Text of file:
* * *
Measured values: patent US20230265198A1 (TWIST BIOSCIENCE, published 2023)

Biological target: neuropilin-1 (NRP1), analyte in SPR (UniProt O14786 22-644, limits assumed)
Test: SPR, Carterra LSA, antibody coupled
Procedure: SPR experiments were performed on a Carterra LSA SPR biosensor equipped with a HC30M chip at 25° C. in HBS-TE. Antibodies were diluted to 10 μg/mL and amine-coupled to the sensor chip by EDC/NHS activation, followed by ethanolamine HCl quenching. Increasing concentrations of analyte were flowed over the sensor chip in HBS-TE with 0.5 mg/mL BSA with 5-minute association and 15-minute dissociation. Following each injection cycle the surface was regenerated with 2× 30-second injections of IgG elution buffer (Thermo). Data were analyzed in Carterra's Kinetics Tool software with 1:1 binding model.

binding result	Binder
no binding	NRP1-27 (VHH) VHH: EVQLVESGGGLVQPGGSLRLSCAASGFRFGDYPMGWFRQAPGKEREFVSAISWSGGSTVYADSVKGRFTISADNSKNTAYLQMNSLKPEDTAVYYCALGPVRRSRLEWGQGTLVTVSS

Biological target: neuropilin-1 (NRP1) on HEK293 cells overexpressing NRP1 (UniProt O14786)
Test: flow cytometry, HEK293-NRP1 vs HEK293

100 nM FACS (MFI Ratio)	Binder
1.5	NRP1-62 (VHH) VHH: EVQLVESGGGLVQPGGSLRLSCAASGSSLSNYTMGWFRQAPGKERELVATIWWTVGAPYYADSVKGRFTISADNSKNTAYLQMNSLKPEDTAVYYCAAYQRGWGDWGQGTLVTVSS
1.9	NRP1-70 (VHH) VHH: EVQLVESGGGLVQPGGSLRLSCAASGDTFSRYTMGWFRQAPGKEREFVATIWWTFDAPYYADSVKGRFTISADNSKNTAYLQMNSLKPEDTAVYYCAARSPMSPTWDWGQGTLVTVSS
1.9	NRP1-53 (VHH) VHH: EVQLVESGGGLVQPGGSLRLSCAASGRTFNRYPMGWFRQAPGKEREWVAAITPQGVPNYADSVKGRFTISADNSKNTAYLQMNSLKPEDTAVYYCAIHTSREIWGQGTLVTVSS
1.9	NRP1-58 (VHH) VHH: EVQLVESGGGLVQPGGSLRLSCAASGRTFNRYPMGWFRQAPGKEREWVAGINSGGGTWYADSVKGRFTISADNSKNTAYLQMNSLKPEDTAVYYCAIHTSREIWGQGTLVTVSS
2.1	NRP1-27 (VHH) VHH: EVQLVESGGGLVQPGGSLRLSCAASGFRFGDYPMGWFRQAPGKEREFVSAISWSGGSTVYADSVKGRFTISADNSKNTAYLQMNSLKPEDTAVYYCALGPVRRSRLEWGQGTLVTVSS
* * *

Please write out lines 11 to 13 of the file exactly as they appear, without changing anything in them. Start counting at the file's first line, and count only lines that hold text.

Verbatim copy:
1.9	NRP1-70 (VHH) VHH: EVQLVESGGGLVQPGGSLRLSCAASGDTFSRYTMGWFRQAPGKEREFVATIWWTFDAPYYADSVKGRFTISADNSKNTAYLQMNSLKPEDTAVYYCAARSPMSPTWDWGQGTLVTVSS
1.9	NRP1-53 (VHH) VHH: EVQLVESGGGLVQPGGSLRLSCAASGRTFNRYPMGWFRQAPGKEREWVAAITPQGVPNYADSVKGRFTISADNSKNTAYLQMNSLKPEDTAVYYCAIHTSREIWGQGTLVTVSS
1.9	NRP1-58 (VHH) VHH: EVQLVESGGGLVQPGGSLRLSCAASGRTFNRYPMGWFRQAPGKEREWVAGINSGGGTWYADSVKGRFTISADNSKNTAYLQMNSLKPEDTAVYYCAIHTSREIWGQGTLVTVSS